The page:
#799 – How Transforms Are Combined

Because all transforms in WPF use homogeneous coordinates, combining transforms is accomplished simply by multiplying one or more 3 x 3 matrices together.

For example, suppose that we want to combine a rotation and a translation transform:

                <TransformGroup>
                    <RotateTransform Angle="30"/>
                    <TranslateTransform X="5.0" Y="10.0"/>
                </TransformGroup>

Recall that the 3 x 3 transformation matrix for rotation looks like:
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And recall that the 3 x 3 transformation matrix for translation looks like:

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To combine these two transforms together, we multiply the matrices, but in the opposite order from how they are listed:

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For the example above, that works out to:

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Multiplying any point by this final matrix will result in the point first being rotated and then translated.

In WPF, all of this works automatically behind the scenes.  You just specify in XAML the transforms that you want applied to your user interface elements and WPF calculates and stores the proper transformation matrix.

#798 – Rotation Transforms Using Homogeneous Coordinates

You can apply a rotation transform to a 2D point using a 2 x 2 transformation, multiplying it by a 2 x 1 point matrix.  This results in a second 2 x 1 point matrix that represents the transformed (rotated) point.

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In WPF, however, rotation transforms are done using homogeneous coordinates, which means that we multiply a 3 x 3 transformation matrix by a 3 x 1 point matrix.

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In the resulting 3 x 1 matrix, the first and second rows contain the x and y values of the transformed (rotated) point.

#797 – Scale Transforms Using Homogeneous Coordinates

You can apply a scale transform to a 2D point using a 2 x 2 transformation, multiplying it by a 2 x 1 point matrix.  This results in a second 2 x 1 point matrix that represents the transformed (scaled) point.

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In WPF, however, scaling transforms are done using homogeneous coordinates, which means that we multiply a 3 x 3 transformation matrix by a 3 x 1 point matrix.

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In the resulting 3 x 1 matrix, the first and second rows contain the x and y values of the transformed (scaled) point.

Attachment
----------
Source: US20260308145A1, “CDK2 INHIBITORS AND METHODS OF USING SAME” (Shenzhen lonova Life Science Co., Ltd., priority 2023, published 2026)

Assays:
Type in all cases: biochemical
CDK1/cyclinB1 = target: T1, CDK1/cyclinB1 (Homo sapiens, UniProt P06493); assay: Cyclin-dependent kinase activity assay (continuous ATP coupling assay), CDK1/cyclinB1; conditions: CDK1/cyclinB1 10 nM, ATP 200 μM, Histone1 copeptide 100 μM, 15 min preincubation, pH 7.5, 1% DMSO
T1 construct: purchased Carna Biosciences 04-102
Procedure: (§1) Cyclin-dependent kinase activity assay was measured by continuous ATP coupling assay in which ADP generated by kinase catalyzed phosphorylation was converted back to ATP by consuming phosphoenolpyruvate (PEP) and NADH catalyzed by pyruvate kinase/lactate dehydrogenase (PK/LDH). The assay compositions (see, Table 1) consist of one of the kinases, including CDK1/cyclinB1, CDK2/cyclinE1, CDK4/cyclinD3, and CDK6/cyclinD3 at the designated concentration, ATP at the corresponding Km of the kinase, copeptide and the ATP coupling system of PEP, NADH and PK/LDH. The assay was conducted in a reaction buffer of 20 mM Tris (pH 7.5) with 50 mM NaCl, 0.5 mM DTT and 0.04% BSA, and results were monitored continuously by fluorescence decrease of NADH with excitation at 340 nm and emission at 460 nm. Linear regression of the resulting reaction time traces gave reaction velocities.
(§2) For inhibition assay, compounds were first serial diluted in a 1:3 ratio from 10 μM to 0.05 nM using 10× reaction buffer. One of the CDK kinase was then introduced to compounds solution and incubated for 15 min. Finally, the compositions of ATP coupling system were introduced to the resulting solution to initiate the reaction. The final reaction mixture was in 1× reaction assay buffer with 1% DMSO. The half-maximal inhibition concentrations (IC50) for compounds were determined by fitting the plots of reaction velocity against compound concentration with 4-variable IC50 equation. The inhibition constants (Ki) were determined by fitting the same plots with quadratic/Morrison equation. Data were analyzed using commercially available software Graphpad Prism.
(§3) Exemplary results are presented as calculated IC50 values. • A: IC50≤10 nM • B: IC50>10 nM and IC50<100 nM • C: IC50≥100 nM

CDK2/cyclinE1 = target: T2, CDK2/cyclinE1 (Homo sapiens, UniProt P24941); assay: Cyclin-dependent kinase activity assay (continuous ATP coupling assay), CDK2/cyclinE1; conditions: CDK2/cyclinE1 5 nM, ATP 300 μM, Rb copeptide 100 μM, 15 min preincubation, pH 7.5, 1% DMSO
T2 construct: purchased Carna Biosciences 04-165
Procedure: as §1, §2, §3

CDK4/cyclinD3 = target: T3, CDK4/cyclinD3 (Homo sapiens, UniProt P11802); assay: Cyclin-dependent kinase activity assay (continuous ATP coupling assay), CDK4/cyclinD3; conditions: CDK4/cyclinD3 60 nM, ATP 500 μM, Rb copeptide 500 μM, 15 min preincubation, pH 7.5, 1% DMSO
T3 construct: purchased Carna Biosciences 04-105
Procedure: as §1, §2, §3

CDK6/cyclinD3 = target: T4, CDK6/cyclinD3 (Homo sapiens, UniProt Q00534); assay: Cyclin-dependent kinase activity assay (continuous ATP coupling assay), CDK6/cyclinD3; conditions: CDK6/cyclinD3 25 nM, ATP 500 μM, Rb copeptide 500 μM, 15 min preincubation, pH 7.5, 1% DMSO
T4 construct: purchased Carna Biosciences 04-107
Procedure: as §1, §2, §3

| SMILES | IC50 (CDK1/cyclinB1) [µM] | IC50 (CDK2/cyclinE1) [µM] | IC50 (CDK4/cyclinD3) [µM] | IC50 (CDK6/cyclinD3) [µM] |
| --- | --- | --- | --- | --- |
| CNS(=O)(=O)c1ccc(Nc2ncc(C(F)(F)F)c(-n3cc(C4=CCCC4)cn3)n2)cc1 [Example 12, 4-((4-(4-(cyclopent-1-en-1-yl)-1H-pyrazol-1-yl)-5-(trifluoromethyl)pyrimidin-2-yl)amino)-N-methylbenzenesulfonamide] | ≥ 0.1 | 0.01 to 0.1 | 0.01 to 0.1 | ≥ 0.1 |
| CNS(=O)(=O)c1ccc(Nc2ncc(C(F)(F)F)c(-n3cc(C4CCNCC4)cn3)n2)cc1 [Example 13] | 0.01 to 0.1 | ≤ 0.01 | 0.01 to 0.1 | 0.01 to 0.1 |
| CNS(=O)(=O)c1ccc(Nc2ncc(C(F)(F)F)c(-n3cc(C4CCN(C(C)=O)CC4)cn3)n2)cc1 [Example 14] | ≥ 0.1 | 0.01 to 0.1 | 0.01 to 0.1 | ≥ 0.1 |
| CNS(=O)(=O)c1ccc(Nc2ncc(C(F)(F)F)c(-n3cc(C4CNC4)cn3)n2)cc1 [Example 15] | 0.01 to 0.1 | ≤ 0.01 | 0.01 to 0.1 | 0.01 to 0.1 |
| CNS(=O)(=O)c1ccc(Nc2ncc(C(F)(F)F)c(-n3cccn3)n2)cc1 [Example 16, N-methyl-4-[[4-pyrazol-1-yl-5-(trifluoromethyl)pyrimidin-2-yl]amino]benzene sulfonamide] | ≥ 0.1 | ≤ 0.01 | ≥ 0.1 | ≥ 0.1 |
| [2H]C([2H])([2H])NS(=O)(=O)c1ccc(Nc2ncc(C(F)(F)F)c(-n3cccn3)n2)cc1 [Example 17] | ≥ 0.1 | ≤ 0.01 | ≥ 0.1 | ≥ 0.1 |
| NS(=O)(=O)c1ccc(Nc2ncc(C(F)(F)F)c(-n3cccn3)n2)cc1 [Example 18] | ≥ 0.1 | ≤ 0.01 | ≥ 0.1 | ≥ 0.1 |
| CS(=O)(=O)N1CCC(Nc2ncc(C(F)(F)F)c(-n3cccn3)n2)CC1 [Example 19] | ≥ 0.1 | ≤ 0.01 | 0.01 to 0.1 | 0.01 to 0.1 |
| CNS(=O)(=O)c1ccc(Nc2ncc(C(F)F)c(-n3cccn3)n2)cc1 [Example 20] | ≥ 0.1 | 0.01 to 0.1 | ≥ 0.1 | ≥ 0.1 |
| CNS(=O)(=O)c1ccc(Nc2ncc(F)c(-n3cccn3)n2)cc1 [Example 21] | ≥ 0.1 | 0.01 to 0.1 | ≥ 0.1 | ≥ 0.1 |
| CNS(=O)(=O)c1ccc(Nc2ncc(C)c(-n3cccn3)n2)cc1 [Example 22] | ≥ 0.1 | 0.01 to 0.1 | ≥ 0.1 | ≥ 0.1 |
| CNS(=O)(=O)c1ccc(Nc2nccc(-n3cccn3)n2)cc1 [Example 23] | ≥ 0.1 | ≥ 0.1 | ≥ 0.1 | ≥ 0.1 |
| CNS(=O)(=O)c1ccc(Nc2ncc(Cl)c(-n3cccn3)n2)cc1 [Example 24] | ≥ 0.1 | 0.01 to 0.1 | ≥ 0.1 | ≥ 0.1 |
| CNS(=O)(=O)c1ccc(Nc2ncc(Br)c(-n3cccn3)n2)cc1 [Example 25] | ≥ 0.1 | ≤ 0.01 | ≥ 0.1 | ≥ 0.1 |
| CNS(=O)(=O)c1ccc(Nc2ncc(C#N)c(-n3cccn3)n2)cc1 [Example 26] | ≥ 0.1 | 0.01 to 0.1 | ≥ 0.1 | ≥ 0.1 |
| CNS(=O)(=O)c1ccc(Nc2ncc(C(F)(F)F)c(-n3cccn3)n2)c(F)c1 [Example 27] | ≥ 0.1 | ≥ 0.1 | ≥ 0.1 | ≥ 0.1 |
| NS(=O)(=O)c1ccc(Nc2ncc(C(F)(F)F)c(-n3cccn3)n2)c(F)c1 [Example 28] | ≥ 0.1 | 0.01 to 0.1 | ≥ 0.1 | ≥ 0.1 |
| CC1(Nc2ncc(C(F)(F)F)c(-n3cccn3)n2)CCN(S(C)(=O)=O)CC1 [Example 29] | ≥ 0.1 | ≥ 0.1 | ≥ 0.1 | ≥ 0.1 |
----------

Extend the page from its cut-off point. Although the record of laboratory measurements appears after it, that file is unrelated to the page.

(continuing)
#796 – WPF Transforms Use Homogeneous Coordinates

We saw that we can perform scale and rotation transforms on points in 2D by multiplying a 2 x 2 transformation by a 2 x 1 matrix representing a point.  A translation transform, however, could not be accomplished using a 2 x 2 matrix.  Instead, we multiply a 3 x 3 matrix by a 3 x 1 matrix that represents the 2D point.

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In WPF, all 2D transforms are accomplished using a 3 x 3 transformation matrix and a 3 x 1 point matrix.  The 3 x 1 matrix contains the x and y components of the point in the first two rows and a value of 1 as the third row.  This is done so that we can easily combine scale, rotate and translation transforms, since they all use matrices of the same dimensions.

In representing a 2D point using a 3 x 1 matrix, WPF is making us of homogeneous coordinates, which involves adding a third dimension, represented by the third row of the point matrix.

#795 – How a Translation Transform Works

A 2D translation transform in WPF is accomplished by using a transformation matrix.  The transformation matrix is multiplied by another matrix representing a single 2D point to be transformed.  The resulting matrix describes the transformed point.

Unlike rotation and scaling transforms, we can’t perform a translation by multiplying a 2 x 2 matrix (representing the transform) by a 2 x 1 matrix (representing the point).  Instead, we multiple a 3 x 3 matrix by a 3 x 1 matrix, as shown below.